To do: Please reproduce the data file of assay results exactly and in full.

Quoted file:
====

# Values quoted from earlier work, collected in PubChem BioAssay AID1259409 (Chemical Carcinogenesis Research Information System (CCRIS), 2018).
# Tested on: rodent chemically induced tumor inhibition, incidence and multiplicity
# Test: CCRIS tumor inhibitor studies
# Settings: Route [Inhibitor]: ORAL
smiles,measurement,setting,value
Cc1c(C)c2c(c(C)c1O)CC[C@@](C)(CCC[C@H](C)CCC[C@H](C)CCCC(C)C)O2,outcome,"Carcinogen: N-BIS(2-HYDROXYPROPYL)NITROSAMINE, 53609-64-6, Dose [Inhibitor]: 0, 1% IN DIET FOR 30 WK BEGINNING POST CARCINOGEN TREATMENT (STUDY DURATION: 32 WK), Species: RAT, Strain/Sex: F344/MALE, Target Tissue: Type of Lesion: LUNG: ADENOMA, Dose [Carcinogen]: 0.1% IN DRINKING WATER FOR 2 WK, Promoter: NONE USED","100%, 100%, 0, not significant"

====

# Values quoted from earlier work, collected in PubChem BioAssay AID1259409 (Chemical Carcinogenesis Research Information System (CCRIS), 2018).
# Tested on: rodent chemically induced tumor inhibition, incidence and multiplicity
# Test: CCRIS tumor inhibitor studies
# Settings: Route [Inhibitor]: ORAL
smiles,measurement,setting,value
Cc1c(C)c2c(c(C)c1O)CC[C@@](C)(CCC[C@H](C)CCC[C@H](C)CCCC(C)C)O2,outcome,"Carcinogen: N-BIS(2-HYDROXYPROPYL)NITROSAMINE, 53609-64-6, Dose [Inhibitor]: 0, 1% IN DIET FOR 30 WK BEGINNING POST CARCINOGEN TREATMENT (STUDY DURATION: 32 WK), Species: RAT, Strain/Sex: F344/MALE, Target Tissue: Type of Lesion: LUNG: ADENOMA, Dose [Carcinogen]: 0.1% IN DRINKING WATER FOR 2 WK, Promoter: NONE USED","100%, 100%, 0, not significant"